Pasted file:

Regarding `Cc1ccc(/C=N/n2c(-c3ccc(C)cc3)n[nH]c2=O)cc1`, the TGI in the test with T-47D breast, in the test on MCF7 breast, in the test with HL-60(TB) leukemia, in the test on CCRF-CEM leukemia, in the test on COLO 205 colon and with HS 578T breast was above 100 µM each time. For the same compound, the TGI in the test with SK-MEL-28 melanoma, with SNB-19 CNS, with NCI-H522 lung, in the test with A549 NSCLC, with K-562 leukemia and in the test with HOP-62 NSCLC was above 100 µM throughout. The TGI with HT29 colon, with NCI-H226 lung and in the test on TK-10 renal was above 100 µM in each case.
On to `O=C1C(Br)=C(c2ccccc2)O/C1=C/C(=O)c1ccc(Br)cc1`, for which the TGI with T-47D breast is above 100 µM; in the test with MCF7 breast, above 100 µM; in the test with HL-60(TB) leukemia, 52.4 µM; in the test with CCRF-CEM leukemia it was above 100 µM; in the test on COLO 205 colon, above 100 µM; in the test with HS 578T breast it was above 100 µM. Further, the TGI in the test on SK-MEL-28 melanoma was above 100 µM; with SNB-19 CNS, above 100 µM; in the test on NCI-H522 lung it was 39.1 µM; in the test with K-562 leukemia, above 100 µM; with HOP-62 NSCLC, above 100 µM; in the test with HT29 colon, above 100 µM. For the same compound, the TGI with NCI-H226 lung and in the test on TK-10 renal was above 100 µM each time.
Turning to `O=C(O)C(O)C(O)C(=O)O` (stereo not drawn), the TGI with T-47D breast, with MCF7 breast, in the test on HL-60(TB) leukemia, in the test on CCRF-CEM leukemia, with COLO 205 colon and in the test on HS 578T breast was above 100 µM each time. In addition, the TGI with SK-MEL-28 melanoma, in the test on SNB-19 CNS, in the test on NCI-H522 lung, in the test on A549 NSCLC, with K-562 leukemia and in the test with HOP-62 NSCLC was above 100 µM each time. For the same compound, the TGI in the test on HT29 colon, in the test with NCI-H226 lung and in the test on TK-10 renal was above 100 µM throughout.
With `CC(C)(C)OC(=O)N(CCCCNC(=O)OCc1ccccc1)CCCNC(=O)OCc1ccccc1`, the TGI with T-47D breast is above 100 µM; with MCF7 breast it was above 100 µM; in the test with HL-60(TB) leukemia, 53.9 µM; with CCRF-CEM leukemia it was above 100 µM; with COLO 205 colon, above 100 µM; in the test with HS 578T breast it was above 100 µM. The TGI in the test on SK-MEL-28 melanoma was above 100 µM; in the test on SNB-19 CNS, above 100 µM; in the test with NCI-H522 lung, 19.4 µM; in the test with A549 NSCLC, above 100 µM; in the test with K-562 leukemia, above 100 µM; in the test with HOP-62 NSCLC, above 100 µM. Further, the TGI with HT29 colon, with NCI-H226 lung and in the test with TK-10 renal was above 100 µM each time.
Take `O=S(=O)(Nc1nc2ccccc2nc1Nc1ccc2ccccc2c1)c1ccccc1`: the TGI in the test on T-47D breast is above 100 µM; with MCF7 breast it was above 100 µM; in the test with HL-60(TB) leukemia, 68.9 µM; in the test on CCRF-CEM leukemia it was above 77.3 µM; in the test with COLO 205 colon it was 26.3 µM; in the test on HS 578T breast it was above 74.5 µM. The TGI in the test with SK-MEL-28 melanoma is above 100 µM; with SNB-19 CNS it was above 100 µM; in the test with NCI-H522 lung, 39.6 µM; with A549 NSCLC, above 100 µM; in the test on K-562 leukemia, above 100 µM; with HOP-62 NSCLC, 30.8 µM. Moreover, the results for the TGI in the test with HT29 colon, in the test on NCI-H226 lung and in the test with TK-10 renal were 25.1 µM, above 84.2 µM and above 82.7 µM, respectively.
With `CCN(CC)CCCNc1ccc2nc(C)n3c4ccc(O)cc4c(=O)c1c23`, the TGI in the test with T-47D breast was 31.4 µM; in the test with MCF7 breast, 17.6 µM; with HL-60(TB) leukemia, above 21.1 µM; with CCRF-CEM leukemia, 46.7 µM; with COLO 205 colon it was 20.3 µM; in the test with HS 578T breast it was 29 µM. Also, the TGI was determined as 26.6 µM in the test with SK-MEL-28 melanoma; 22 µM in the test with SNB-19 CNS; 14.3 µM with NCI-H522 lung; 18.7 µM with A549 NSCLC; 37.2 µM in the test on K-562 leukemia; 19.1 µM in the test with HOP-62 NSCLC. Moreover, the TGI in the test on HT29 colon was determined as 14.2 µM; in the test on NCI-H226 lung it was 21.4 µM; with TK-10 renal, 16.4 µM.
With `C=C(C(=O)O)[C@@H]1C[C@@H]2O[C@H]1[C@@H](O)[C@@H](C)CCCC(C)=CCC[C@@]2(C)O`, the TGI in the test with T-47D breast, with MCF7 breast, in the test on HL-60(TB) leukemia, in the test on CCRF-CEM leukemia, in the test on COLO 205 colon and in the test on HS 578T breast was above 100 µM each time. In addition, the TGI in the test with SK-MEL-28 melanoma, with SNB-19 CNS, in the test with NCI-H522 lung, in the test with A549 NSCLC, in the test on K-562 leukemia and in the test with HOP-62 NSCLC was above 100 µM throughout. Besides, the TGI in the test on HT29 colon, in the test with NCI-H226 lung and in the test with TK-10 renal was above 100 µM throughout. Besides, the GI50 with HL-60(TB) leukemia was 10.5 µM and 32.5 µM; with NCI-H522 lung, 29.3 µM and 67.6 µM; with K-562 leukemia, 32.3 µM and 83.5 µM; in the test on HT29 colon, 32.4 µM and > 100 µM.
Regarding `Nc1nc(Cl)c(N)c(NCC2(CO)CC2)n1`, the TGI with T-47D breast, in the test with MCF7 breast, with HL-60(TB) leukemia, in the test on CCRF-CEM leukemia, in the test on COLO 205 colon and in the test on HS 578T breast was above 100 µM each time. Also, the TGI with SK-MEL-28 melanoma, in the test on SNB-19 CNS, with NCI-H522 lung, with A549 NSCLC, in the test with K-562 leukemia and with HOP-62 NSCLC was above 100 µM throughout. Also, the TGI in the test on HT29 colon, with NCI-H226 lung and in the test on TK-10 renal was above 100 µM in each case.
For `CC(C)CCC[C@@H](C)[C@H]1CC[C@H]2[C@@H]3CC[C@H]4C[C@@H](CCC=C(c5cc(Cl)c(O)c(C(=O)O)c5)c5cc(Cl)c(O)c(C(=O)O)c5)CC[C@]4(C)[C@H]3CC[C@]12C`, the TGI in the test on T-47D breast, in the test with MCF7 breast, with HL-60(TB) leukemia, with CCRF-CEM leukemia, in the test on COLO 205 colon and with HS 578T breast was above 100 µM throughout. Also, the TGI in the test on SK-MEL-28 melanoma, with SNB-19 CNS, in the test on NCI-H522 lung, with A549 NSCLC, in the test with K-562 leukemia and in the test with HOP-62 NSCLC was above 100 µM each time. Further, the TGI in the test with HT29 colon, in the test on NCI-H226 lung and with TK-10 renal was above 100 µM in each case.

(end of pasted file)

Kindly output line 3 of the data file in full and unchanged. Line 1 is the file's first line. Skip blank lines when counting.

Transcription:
Turning to `O=C(O)C(O)C(O)C(=O)O` (stereo not drawn), the TGI with T-47D breast, with MCF7 breast, in the test on HL-60(TB) leukemia, in the test on CCRF-CEM leukemia, with COLO 205 colon and in the test on HS 578T breast was above 100 µM each time. In addition, the TGI with SK-MEL-28 melanoma, in the test on SNB-19 CNS, in the test on NCI-H522 lung, in the test on A549 NSCLC, with K-562 leukemia and in the test with HOP-62 NSCLC was above 100 µM each time. For the same compound, the TGI in the test on HT29 colon, in the test with NCI-H226 lung and in the test on TK-10 renal was above 100 µM throughout.